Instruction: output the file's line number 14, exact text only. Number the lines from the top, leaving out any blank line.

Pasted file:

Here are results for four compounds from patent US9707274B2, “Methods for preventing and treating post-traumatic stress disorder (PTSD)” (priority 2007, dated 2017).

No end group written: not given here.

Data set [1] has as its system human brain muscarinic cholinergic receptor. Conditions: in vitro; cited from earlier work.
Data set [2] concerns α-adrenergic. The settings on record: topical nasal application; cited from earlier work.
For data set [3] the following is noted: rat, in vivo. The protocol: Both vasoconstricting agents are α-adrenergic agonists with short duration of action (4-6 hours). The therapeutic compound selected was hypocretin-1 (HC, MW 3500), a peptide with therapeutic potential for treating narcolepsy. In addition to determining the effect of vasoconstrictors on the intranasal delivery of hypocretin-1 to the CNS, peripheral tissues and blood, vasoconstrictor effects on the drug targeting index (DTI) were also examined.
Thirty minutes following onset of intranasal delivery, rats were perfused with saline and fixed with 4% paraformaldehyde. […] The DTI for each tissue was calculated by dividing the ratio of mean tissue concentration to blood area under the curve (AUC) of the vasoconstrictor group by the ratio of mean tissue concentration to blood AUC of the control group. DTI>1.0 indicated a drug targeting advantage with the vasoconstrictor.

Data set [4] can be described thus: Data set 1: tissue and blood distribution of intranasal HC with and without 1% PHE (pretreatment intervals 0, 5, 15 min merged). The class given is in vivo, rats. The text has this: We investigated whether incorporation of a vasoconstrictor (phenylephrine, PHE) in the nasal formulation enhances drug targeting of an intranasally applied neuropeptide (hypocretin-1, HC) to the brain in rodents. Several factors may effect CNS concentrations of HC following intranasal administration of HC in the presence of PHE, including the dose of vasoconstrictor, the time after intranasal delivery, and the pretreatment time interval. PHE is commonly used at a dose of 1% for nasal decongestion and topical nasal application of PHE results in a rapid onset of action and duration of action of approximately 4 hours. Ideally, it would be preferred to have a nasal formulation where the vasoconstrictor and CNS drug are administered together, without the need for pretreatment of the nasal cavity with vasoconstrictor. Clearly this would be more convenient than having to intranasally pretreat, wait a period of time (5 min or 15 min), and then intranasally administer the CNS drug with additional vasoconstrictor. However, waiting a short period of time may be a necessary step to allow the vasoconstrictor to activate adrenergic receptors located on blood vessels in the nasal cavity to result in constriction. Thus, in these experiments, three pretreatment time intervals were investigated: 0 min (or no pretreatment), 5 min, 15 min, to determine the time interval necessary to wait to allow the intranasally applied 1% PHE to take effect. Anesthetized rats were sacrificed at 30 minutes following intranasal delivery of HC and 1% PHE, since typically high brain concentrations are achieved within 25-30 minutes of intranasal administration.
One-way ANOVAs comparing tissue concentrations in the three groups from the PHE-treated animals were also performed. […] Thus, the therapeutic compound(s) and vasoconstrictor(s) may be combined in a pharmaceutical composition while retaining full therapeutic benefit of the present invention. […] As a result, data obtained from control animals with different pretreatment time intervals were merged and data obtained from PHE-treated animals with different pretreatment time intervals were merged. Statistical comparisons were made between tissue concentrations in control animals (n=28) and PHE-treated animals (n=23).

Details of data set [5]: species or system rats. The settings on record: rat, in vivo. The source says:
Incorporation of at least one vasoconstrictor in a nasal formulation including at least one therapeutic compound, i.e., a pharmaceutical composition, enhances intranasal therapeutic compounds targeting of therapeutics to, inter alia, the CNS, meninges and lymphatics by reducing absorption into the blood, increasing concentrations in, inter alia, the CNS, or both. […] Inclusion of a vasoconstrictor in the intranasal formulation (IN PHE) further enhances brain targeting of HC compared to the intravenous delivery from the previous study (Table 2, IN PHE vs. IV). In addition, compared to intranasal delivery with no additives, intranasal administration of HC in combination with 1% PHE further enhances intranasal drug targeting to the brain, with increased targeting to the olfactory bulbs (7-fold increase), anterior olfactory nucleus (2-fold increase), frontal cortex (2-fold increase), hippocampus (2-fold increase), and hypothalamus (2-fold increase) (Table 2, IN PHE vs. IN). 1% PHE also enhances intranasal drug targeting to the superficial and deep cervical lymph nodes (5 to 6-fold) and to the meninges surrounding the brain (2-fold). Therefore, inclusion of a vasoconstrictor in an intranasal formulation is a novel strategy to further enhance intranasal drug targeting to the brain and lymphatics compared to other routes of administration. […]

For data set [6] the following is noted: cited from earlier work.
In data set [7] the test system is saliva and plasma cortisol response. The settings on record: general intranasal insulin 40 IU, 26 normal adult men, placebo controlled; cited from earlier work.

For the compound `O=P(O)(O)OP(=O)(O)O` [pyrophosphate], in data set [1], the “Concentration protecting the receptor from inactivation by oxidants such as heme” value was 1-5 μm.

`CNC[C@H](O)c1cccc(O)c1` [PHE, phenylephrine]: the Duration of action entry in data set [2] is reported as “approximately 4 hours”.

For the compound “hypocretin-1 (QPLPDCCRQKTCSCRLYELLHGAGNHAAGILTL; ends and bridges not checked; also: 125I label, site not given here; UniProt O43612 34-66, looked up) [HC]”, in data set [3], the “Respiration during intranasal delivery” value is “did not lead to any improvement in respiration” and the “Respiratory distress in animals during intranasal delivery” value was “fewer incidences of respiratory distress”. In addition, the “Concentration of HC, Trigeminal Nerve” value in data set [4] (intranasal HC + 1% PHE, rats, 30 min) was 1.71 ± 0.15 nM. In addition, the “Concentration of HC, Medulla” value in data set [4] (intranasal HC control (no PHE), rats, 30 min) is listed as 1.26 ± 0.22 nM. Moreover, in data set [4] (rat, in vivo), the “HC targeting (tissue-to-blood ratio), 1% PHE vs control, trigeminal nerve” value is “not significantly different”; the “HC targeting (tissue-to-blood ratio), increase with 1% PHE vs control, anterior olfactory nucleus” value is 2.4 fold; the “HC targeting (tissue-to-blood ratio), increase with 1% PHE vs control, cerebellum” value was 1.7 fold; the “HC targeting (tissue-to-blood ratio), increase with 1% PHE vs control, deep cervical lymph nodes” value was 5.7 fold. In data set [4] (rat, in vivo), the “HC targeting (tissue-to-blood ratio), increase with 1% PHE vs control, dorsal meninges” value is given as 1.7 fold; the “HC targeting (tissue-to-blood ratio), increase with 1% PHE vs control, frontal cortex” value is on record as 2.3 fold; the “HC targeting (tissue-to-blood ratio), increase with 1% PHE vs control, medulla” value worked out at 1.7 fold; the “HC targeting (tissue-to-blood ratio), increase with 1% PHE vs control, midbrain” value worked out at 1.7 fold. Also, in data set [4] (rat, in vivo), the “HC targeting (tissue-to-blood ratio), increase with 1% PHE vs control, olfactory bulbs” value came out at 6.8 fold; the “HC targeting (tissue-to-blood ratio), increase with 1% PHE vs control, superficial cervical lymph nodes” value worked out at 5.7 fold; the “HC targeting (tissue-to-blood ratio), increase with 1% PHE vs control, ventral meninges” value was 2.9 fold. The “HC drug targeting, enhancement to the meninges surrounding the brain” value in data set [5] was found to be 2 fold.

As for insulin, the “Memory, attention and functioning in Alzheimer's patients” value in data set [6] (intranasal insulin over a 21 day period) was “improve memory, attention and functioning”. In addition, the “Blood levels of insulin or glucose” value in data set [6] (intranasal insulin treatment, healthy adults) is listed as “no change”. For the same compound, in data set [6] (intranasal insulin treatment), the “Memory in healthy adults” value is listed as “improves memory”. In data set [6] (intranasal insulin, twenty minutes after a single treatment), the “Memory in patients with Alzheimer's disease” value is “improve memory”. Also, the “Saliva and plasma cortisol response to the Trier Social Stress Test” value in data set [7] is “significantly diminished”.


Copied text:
`CNC[C@H](O)c1cccc(O)c1` [PHE, phenylephrine]: the Duration of action entry in data set [2] is reported as “approximately 4 hours”.